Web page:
|Special Orders Number 152, MACV, 12 June 1965. (Document courtesy Richard P. Clark, Jr. Collection)|
|Brigadier General John D. Crowley, U.S. Army. (Photo courtesy U.S. Army)|
Brigadier General John Denis Crowley, Jr., US Army, was the MACV assistant chief of staff for logistics (J-4), the principal staff officer responsible for all ammunition, construction, supply, maintenance, medical services, petroleum, and transportation in South Vietnam. J-4 had three divisions in June 1965: the Material and Services Division, the Office of the Deputy for ARVN Military Assistance, and the Transportation Division. The Transportation Division was itself made up of three staff branches: Advisory Branch, Transportation Staff Branch, and Movements Branch. Crowley’s staff had commenced one of the largest logistical buildups in history and found it difficult to accomplish its missions with existing personnel. The average workload per staff officer in J-4 had increased to eighty-four hours per week and Crowley needed experienced staff officers to meet MACV’s mushrooming logistical demands. J-4 began 1965 with forty-seven staff officers; by the end of the year, the staff section swelled to 342, the largest in the command.
|Major Lloyd Milburn, U.S. Army. (Photo courtesy U.S. Army)|
When Crowley reviewed Clark’s personnel file, he noticed that Clark was a member of the unofficial airborne fraternity within the Army officer corps. The MACV commander, General William C. Westmoreland, was an airborne artilleryman and assembled a senior staff whose experience closely resembled his. Almost every key staff officer at MACV was an Army airborne officer, including the deputy commander, Lieutenant General John Throckmorton; the chief of staff, Brigadier General William B. Rosson; the J-1 (Personnel), Brigadier General Ben Sternberg; the J-3 (Operations), Brigadier General William DePuy; and Crowley. Westmoreland’s deputies in turn filled their division and branch staffs with airborne colonels and majors. Crowley requested Clark’s assignment to J-4. 
|Brigadier General William E. DePuy, left, the MACV J-3, and Lieutenant General John Throckmorton, right, the MACV deputy commander, confer. Note the airborne jump wings embroidered above each officer's US ARMY tape. (Photo courtesy U.S. Army)|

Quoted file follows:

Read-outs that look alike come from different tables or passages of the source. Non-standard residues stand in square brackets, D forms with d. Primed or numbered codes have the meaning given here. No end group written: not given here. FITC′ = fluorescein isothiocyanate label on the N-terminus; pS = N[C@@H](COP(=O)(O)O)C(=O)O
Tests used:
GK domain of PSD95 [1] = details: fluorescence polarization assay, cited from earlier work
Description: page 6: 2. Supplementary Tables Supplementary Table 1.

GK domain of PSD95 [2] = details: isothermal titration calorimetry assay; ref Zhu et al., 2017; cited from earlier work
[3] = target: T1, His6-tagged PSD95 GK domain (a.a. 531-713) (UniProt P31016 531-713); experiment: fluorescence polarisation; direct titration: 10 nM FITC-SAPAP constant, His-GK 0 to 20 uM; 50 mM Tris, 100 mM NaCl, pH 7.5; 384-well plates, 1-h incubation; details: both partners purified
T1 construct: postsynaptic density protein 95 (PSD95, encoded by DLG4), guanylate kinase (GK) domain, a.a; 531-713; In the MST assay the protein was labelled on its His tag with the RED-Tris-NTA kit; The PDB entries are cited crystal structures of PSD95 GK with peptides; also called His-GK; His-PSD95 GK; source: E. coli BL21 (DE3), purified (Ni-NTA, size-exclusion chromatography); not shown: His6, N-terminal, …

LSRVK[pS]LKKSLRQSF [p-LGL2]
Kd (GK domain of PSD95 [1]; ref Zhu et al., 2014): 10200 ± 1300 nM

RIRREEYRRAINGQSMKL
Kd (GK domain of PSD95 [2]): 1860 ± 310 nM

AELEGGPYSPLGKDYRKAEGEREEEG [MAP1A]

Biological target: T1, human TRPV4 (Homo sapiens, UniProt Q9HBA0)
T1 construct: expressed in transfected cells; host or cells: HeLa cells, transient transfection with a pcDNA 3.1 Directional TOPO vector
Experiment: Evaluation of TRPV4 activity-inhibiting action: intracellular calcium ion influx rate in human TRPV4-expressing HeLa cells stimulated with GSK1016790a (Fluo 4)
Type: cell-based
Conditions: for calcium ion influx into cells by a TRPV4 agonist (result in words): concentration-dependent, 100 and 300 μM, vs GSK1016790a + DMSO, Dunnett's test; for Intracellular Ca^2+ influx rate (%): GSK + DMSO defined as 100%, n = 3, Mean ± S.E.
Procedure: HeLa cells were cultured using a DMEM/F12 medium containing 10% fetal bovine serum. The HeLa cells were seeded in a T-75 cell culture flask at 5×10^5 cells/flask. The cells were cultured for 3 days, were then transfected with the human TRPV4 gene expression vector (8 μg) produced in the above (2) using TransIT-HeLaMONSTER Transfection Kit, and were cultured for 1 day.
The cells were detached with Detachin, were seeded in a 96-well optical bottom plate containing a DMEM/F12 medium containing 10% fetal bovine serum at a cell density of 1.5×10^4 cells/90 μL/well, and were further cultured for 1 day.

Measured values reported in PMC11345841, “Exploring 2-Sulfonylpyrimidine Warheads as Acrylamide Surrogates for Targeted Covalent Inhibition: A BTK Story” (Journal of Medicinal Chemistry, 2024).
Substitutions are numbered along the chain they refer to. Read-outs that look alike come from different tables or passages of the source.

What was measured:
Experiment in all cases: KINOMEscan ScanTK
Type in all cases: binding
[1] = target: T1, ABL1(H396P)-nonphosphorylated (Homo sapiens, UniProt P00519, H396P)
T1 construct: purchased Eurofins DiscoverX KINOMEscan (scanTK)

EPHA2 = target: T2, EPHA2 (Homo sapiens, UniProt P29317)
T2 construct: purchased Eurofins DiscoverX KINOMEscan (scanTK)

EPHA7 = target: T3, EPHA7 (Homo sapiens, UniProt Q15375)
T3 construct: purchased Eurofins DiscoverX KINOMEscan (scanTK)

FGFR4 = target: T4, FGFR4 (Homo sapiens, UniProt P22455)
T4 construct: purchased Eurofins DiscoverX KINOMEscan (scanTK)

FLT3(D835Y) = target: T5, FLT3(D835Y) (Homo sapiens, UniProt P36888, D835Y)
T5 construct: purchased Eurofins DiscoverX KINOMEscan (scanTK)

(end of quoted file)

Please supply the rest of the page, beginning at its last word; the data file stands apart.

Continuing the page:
|MACV II Headquarters, 606 Tran Hung Dao Street, Saigon, South Vietnam, 1965. (Photo courtesy U.S. Army)|
In World War II and Korea, the Army transported the vast majority of its supplies by railroad. In 1965, MACV in Vietnam moved only 30,201 tons of cargo on rail cars. The Vietnamese National Railway System (VNRS) was a rail network that connected the city of Hue to Saigon along a route that paralleled the South Vietnamese eastern coastline. It was, however, a railway system in name only. Its tracks were in disrepair, its roadbeds were unsafe in many places, the Viet Cong controlled and sabotaged its rights-of-way, and its rolling stock was an antiquated relic of early-twentieth century French colonialism. Moreover, the few operable sections of the VNRS were of limited value since they often led from nowhere to nowhere. Both the South Vietnamese government and MACV wanted to restore the VNRS for economic and military reasons. The most formidable obstacle to restoring the VNRS was the Viet Cong. The VC destroyed rails and bridges faster than MACV or the South Vietnamese government repaired them. Although Clark thought the VNRS was undependable and dangerous, the pressure to reduce MACV’s dependence on airlift and sealift compelled him to experiment with limited rail movement. In October 1965, US military cargo moved over the VNRS for the first time over short sections linking Saigon to Bien Hoa, Nha Trang to Phan Rang, and Da Nang to Hue. Maximum rail capacity at the end of 1965 was almost 1,000 tons of military cargo per week. By the time Clark left Vietnam in June 1966, the VNRS operated from Hue to Da Nang, Ninh Hoa to Nga Ba, Nga Ba to Thap Cham, Thap Cham to Dalat, and Xuan Loc to Saigon.